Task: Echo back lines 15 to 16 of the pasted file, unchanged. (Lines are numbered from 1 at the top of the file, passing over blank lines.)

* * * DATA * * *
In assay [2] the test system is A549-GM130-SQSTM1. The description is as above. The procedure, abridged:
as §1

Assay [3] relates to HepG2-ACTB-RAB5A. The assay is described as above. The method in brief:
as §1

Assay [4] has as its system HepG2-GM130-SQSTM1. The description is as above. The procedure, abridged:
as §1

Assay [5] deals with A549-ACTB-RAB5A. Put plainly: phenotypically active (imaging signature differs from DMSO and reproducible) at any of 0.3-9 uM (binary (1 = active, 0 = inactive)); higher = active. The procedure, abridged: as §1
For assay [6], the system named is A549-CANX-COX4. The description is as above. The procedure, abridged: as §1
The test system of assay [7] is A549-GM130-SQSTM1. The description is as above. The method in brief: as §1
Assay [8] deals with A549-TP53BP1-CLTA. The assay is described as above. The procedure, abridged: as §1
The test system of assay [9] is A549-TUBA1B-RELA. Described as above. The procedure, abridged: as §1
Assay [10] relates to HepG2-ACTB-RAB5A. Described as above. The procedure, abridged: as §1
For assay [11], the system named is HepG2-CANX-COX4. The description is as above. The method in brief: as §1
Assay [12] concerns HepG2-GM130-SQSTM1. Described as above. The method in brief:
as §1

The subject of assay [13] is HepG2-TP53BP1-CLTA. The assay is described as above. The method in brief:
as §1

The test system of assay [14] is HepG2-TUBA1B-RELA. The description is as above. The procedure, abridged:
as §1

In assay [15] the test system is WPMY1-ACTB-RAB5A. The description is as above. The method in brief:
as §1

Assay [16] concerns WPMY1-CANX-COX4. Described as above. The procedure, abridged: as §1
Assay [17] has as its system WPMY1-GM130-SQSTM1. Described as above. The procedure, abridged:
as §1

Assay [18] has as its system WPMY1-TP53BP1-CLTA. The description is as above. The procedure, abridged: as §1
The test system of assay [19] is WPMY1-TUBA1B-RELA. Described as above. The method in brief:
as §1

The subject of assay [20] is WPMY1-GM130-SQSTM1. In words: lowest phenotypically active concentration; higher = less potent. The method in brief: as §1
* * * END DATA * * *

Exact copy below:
as §1

The subject of assay [13] is HepG2-TP53BP1-CLTA. The assay is described as above. The method in brief: